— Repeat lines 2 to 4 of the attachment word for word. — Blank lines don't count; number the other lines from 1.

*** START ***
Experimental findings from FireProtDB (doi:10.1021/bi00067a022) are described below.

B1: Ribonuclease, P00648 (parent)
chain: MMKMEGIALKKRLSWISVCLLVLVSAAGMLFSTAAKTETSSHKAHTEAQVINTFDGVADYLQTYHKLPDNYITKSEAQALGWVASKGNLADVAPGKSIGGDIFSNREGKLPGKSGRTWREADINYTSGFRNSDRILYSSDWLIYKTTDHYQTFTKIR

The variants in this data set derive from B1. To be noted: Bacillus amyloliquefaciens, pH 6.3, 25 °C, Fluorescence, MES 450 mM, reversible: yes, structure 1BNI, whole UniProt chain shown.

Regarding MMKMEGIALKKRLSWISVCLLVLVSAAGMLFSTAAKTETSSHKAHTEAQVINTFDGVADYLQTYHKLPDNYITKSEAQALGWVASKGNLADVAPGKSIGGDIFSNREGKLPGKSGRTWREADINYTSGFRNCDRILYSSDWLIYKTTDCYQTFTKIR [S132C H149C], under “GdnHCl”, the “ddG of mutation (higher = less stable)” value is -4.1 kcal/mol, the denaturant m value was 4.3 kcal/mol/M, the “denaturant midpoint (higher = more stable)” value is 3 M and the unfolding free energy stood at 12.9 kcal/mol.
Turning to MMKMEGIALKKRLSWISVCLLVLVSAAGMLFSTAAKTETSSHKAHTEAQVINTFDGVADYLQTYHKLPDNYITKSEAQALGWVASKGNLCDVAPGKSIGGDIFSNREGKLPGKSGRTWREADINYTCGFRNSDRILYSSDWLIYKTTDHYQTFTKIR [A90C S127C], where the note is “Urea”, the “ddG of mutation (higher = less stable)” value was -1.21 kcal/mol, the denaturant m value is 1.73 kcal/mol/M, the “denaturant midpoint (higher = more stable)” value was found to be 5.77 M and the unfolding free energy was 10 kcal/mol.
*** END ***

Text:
B1: Ribonuclease, P00648 (parent)
chain: MMKMEGIALKKRLSWISVCLLVLVSAAGMLFSTAAKTETSSHKAHTEAQVINTFDGVADYLQTYHKLPDNYITKSEAQALGWVASKGNLADVAPGKSIGGDIFSNREGKLPGKSGRTWREADINYTSGFRNSDRILYSSDWLIYKTTDHYQTFTKIR

The variants in this data set derive from B1. To be noted: Bacillus amyloliquefaciens, pH 6.3, 25 °C, Fluorescence, MES 450 mM, reversible: yes, structure 1BNI, whole UniProt chain shown.